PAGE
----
“Funding is currently anticipated to be available for the first year of the contract, and the award of a multi-year contract does not guarantee that funding will be available for subsequent years.” Since funding is only guaranteed for the first year, and providers are paid such a nominal rate, this RFP creates substantial funding uncertainties that must be taken into consideration when applying. If the funding was aligned with actual costs, it would contribute to the sustainability of the organizations applying. The State should work closely with providers to determine what it actually costs to run a successful program and address the gaps in funding.
Indirect Cost Rate Calculation Pilot
We appreciate the State’s efforts to standardize indirect and administrative cost policies across human services agencies; however, there should not be a limit of 15% reimbursement for indirect costs. Nonprofits should be able to claim their full indirect costs.
The HSC RFP Rater assesses the feasibility, opportunities, and risk in City and State human services procurements. Rater scores are based on the RFP and related documents available to the public via New York City’s HHS Accelerator or New York State’s Grants Gateway. The rater consists of 60 questions developed and tested by a team of procurement professionals. The questions are based on information that is necessary to help prospective proposers assess risk.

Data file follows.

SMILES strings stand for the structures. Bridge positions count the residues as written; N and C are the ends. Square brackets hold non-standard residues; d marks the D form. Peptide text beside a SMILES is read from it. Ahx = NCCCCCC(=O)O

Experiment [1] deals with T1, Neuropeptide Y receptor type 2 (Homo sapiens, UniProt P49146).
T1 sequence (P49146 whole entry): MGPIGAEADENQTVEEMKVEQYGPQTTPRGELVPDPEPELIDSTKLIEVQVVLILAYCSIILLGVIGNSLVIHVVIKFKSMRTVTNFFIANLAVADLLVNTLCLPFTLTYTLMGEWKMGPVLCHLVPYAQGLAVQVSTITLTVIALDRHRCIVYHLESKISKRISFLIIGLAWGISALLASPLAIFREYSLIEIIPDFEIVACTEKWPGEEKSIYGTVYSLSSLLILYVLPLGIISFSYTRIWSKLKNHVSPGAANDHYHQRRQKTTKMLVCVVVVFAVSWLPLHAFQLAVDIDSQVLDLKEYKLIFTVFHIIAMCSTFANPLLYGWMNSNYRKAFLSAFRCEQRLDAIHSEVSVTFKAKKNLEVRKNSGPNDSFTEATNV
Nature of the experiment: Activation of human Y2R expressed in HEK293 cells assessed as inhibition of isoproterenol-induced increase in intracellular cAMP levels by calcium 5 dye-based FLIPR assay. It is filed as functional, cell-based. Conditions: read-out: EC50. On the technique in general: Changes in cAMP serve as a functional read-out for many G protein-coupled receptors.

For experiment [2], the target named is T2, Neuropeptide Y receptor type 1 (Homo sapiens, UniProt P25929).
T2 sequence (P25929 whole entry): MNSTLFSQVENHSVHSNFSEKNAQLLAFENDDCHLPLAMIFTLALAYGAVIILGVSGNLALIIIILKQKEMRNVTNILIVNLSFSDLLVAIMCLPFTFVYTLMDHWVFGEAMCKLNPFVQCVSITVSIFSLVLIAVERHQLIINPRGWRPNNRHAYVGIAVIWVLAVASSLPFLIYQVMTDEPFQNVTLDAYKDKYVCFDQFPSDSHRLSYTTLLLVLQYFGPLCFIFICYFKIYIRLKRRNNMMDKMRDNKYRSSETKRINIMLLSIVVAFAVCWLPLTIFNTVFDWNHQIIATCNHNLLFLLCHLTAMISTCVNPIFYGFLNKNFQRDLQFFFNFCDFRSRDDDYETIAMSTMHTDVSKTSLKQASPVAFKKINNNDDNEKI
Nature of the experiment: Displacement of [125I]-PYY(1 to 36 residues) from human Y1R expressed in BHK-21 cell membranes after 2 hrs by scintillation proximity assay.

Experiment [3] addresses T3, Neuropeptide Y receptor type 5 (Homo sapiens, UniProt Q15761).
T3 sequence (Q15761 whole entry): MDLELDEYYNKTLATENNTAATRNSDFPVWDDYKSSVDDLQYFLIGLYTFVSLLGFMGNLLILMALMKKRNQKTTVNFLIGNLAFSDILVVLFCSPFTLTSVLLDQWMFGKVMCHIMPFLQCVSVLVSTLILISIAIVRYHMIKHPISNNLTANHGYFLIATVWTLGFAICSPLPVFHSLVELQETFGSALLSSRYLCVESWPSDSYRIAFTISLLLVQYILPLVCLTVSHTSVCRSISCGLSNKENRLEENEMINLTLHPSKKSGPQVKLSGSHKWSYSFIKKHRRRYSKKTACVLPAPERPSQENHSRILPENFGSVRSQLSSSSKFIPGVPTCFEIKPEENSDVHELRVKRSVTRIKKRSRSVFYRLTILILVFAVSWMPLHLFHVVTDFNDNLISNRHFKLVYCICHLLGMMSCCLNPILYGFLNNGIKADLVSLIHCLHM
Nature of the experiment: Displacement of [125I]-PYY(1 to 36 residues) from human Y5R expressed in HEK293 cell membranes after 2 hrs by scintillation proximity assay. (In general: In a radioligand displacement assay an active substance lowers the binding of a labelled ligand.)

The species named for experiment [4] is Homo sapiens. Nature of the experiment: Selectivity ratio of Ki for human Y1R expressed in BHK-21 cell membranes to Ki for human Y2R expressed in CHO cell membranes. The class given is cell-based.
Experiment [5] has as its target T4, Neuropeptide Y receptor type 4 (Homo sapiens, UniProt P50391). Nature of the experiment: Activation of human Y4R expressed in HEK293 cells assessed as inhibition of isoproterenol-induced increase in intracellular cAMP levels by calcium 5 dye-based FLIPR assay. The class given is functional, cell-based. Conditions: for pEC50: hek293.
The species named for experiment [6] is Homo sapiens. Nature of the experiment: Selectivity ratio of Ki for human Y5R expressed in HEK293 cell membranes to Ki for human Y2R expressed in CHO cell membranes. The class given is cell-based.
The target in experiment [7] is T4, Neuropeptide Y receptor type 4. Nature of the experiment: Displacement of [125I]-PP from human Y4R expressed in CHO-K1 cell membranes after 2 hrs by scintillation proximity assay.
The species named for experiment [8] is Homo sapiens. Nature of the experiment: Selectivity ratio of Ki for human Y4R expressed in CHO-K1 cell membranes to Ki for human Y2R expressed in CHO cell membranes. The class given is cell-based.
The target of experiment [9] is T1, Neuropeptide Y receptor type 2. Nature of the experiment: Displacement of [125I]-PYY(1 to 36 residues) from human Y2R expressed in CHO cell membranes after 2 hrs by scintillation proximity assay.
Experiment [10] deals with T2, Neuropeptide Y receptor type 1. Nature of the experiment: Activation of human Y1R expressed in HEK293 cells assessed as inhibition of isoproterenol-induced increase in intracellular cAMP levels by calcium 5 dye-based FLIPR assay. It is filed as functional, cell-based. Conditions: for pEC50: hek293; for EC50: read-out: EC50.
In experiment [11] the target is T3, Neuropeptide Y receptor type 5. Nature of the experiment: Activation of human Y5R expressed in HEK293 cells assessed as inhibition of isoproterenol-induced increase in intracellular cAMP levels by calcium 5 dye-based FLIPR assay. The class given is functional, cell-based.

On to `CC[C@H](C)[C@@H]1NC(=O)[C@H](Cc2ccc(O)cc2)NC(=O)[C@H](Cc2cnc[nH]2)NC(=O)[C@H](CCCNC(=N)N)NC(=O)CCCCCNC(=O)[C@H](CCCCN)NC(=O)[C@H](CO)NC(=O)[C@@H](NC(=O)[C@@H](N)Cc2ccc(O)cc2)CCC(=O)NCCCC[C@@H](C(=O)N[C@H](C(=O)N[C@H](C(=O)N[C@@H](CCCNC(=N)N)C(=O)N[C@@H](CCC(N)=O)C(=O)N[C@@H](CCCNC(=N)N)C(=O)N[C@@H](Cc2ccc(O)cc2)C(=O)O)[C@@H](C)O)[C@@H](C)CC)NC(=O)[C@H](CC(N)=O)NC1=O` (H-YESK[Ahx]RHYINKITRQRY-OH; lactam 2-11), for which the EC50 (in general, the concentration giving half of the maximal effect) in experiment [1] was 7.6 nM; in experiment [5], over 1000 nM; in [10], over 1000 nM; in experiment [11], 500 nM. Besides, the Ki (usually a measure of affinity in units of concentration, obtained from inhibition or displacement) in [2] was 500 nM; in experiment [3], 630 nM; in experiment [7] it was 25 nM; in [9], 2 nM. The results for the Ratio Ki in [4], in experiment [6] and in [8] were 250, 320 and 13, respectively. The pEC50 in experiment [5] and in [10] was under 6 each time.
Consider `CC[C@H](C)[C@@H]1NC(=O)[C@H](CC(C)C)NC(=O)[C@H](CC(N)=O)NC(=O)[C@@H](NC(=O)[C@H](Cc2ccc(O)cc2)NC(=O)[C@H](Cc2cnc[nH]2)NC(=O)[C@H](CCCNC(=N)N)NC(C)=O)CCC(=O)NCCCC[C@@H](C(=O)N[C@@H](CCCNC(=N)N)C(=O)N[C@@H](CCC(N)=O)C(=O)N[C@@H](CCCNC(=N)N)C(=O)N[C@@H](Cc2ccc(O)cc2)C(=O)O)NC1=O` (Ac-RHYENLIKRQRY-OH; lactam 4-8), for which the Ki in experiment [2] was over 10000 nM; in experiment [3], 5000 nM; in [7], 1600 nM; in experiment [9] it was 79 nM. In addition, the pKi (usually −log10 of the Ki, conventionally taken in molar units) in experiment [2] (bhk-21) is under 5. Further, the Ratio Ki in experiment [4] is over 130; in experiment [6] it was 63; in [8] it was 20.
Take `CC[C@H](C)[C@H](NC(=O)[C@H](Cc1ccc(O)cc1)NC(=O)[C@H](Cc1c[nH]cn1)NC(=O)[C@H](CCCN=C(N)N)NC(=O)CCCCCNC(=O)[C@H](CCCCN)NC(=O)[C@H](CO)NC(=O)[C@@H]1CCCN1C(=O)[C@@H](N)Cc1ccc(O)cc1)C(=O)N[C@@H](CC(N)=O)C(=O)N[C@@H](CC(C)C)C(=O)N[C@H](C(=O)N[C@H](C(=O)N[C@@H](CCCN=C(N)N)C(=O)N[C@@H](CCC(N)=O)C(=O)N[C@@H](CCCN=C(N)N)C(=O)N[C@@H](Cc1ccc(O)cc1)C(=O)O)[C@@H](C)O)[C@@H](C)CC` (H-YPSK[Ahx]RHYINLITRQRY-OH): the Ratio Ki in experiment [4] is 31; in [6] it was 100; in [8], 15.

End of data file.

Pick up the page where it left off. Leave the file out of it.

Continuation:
Each answer is weighted based on the degree of risk inherent in the subject of the question. Answers that imply low to moderate risk are allotted points on a lower scale range compared to higher risk questions. For compound questions, the answer to both parts must be “yes” or “not applicable” to be considered low risk. Scores are calculated by adding all the question scores together. The higher the score, the greater the risk. The scoring range is from 60 to 230, with 0 percent risk equal to a score of 60 and the maximum risk score or 100 percent equal to 230 points. Users can view the answer to each question by clicking the down arrow next to each section to expand the section.
The HSC RFP Rater is not a substitute for the due diligence necessary to inform individual organization decisions.